Is a down sleeping bag appropriate for a humid climate?

I'll soon be living in my tent for six weeks in Tanzania, and I’m looking for a lightweight, compressible, and not-too-pricey sleeping bag that will do well over that stretch of time. I like the idea of a down bag, but I'm worried that moisture from me or humidity could accumulate over a long stretch of time. Thoughts? Sara Stony Brook, New York


I like the idea of a down bag, too. But I can’t help but think the humidity will pretty well kill it. So I’d go with synthetic. It’s not as if you’re going to save a lot of weight by going with down, anyway—not in a bag rated around 40 degrees.

Mountain Hardwear UltraLamina 45 Sleeping Bag

UltraLamina 45 Sleeping Bag

You could, for instance, get a Mountain Hardwear UltraLamina 45-degree bag ($170). The name is the temperature rating; it’s strictly a warm-weather bag, but likely would be just the ticket for you. Its fill is a proprietary polyester material, which is a good thing because polyester is reluctant to absorb much water so will stay dry. It weighs a pound and a half, so it won’t make a big dent in your luggage allotment. The Sierra Designs Yachiyo 45 ($109) is very similar in weight and temperature rating, and it’s also considerably cheaper—perhaps due to fill that isn’t quite as durable. But it would work well for you.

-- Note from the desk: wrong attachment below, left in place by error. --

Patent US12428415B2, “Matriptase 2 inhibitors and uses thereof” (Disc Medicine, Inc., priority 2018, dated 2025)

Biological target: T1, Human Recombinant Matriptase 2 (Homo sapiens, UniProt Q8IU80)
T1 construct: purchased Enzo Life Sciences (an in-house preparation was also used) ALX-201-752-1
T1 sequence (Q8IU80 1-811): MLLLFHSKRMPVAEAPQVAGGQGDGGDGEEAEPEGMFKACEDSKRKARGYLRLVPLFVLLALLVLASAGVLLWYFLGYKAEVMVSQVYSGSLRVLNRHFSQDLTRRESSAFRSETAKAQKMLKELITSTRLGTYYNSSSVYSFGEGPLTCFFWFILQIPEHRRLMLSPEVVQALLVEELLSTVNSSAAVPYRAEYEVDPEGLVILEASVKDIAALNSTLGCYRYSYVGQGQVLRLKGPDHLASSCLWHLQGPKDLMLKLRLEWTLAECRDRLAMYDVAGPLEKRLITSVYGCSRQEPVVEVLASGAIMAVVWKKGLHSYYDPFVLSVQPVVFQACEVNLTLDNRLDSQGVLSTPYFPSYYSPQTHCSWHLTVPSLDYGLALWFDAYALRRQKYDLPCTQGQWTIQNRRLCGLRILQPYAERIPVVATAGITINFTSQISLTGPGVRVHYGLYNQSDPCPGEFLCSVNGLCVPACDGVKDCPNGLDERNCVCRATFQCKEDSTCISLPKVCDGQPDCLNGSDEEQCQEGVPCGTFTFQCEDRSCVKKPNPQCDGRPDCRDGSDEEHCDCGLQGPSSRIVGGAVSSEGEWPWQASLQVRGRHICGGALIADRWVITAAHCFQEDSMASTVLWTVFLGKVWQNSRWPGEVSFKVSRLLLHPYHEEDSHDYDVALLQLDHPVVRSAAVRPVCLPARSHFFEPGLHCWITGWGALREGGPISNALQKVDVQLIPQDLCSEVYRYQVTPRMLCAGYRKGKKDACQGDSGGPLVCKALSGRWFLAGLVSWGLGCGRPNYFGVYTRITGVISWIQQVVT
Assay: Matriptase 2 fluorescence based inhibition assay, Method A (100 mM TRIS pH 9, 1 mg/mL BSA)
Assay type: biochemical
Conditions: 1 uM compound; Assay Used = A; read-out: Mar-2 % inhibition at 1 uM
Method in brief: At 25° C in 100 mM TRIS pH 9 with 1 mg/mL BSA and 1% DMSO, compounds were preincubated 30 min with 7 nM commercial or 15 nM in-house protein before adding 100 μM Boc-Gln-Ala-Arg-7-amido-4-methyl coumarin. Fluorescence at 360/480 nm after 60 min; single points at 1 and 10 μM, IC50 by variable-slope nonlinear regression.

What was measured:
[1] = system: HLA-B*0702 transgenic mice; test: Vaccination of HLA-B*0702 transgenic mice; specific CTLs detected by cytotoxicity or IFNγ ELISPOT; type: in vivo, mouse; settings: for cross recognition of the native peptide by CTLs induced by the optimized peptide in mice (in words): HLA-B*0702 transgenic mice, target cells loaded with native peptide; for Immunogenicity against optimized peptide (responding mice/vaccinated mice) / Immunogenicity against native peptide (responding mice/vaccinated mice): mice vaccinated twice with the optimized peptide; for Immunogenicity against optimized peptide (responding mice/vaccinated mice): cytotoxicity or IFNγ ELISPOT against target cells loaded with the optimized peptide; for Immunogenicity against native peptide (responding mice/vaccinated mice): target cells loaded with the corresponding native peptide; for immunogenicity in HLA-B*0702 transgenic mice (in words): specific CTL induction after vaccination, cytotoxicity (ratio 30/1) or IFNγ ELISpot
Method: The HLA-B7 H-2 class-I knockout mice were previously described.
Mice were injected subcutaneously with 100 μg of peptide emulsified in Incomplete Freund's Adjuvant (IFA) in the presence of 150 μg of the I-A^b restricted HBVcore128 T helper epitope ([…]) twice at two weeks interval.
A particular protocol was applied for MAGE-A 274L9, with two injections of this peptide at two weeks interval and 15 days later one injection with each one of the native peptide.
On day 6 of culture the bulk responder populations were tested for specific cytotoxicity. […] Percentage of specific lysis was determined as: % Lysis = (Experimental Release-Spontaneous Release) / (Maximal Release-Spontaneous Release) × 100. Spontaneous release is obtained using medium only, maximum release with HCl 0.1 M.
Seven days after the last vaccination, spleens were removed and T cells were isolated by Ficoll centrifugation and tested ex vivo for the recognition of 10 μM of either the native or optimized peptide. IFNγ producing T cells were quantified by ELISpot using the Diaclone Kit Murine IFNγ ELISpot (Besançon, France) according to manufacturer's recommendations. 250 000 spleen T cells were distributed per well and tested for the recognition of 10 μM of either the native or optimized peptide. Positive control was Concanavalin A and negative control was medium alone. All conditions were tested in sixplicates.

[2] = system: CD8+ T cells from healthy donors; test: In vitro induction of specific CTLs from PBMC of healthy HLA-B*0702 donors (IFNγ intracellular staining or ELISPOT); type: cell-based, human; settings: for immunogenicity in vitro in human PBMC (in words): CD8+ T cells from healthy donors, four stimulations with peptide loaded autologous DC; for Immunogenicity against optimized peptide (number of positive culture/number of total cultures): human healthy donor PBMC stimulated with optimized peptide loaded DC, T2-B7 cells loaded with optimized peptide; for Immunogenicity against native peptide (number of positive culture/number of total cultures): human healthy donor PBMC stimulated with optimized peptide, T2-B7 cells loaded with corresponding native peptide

You can add some warmth to either bag, or have a standalone sleep-shell for very warm nights, with a Cocoon Ripstop Silk Bag Liner ($65). I’d recommend one in any event, as using an easily washed liner will help keep your main bag cleaner and extend its life.

And, for a warmer bag, look to REI’s Nooksack +35 UL ($170), a bag that uses Primaloft insulation, a material I like a lot because it’s soft and down-like, yet resists moisture extremely well. It weighs just 28 ounces—not bad!

So there you go. Hope you have a great trip!

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Filed To: Sleeping Bags
Lead Photo: courtesy, Mountain Hardwear